2018 Year in Review
December 30, 2018
For the last few years I’ve tried to write one of these to remind myself of how many amazing things can happen in a year, mark accomplishments, maybe remember lessons learned, and to set my sights on the new year.
It looks like I missed writing one for 2017 probably because I was too busy prepping for Fullstack Academy at the end of the year so I’ll start with a very short recap.
Kerri and I bought our first home in the Spring of 2017 which was challenging mostly because of our inexperience with everything that goes into the process. I think anyone looking for a new home feels that stress though. Between all the showings, financing, negotiations, moving, and just generally getting into the homeowner mindset after all was said and done, it was exhausting!
We had a couple of hiccups along the way like needing to replace the AC just a few months after moving in. And a long list of minor fixes throughout the place that kept me busy; replacing window screens, power outlets, and light switches.
In August we drove down to Nashville to watch the solar eclipse which just so happened to fall exactly on my birthday. It was hot hot hot that weekend but watching the eclipse was one of the most incredible experiences of my life. I’ve seen videos of eclipses before and always felt like it was a pretty cool thing but seeing it in person was an entirely different feeling. A++, would recommend.
On the long drive home though, Kerri started feeling some serious pains in her torso. It got so bad that we had to pull over somewhere in Indiana so she could get sick. After a very stressful ride back, we finally got to Chicago in the early evening and pulled straight into the emergency room where they diagnosed her with kidney stones. This was the start of several weeks of on and off pain which eventually led to surgery in the Fall. (She’s doing great now though!)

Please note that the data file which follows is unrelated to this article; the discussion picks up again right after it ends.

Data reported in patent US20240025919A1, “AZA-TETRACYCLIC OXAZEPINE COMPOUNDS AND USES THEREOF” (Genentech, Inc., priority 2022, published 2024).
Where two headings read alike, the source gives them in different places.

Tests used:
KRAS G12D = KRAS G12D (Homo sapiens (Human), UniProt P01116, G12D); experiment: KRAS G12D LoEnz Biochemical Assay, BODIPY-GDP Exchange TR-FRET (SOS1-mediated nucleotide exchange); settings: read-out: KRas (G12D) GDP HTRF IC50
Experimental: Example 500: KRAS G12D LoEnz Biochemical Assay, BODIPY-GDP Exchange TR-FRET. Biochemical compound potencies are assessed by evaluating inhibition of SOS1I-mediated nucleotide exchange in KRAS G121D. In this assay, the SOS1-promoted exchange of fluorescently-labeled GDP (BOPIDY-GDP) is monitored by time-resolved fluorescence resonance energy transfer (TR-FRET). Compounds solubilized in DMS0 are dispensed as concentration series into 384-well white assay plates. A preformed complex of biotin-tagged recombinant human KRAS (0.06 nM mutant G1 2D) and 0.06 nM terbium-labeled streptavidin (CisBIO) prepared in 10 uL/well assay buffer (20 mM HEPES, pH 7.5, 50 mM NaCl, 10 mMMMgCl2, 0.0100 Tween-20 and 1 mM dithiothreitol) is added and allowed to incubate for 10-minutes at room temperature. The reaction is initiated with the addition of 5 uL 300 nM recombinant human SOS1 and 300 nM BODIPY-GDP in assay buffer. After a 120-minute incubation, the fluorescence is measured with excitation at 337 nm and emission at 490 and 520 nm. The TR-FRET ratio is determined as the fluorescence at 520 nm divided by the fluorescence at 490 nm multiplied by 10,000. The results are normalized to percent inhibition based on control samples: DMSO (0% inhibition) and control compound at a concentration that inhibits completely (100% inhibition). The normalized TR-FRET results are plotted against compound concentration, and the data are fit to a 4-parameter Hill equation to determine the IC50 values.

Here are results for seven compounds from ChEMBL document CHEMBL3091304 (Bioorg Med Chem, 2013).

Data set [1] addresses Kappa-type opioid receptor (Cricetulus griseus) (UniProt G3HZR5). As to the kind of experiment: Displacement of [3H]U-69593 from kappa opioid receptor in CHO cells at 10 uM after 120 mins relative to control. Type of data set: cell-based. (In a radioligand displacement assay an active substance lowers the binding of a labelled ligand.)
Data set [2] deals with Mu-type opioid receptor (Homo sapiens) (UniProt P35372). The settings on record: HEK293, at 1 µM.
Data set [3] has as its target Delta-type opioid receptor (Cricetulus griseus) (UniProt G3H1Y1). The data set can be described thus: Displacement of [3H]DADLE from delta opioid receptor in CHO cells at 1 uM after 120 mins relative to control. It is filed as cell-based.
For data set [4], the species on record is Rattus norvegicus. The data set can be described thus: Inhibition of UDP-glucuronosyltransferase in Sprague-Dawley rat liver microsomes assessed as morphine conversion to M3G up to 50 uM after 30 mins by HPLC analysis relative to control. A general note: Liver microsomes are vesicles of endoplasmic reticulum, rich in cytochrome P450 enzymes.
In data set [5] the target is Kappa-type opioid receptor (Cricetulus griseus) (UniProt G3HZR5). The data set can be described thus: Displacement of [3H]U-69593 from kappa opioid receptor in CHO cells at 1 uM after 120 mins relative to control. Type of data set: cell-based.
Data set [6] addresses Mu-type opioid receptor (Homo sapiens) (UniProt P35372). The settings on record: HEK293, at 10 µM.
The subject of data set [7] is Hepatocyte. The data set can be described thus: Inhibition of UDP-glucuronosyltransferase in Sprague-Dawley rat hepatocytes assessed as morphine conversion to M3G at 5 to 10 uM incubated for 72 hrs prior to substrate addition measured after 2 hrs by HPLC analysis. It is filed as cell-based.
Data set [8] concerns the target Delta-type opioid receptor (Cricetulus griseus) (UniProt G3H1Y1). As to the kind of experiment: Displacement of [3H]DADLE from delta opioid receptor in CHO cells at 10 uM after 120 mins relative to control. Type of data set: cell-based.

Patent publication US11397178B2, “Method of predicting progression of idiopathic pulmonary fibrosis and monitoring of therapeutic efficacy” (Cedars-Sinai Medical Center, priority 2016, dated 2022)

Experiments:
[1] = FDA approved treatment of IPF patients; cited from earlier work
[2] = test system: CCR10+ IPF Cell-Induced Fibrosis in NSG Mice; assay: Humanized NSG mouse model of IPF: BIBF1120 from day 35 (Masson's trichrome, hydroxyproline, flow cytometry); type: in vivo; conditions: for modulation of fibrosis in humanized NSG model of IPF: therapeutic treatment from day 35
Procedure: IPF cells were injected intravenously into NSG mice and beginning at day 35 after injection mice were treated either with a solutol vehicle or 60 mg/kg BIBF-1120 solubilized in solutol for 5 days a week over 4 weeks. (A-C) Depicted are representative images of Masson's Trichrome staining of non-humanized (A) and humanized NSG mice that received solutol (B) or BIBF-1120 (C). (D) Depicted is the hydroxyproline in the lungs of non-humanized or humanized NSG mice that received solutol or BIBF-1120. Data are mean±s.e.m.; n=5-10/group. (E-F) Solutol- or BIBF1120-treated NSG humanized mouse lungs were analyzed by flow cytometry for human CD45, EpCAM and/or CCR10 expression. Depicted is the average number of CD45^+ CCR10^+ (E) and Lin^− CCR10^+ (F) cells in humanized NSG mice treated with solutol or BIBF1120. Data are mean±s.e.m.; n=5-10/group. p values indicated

We finished the year strong with a trip to Washington DC for Christmas to be with Kerri’s family and I started making plans for the New Year.
I started to evaluate my career trajectory at the end of 2017 and after some serious thought and introspection I concluded that my current path was taking me further away from my interests (coding) rather than closer to them. I realized that unless I was working as a full-time developer, I wasn’t going to be entirely happy with my professional life.
I can’t speak more highly of Envato, my team, and my position there. I had worked for Envato in many different capacities over the last five years; a website developer for their marketplace, as a support officer, and as a content specialist evaluating marketplace code products and providing consultation to leadership teams (which was, at the time, my current role).
But I had gotten away from coding, something that I loved above all other professional work, and unless I was doing that as part of my job, I wasn’t happy so the wheels started to turn for me to transition back into a full time development role.
Sometimes the hardest part of making up your mind and setting yourself on a new path is simply making the decision itself. This is especially true when there’s a lot of risk involved. Changing a job is tough and even tougher when there’s a lot of unknowns and I wasn’t sure how I was going to get to where I wanted to be. With a new mortgage, I was worried about money and if the transition would be seamless or if we would need to make some serious sacrifices.
But I knew where I wanted to go and, with the support of my partner, I set my mind to it.
You can read more about my application experience with Fullstack Academy but the tldr; is that, by February 2018, I had been accepted into their competitive full-time immersive software development program for the April 2018 class. The program is one month remote and three months on site at their downtown Chicago location so that meant I would need to part ways with Envato to focus entirely on the program.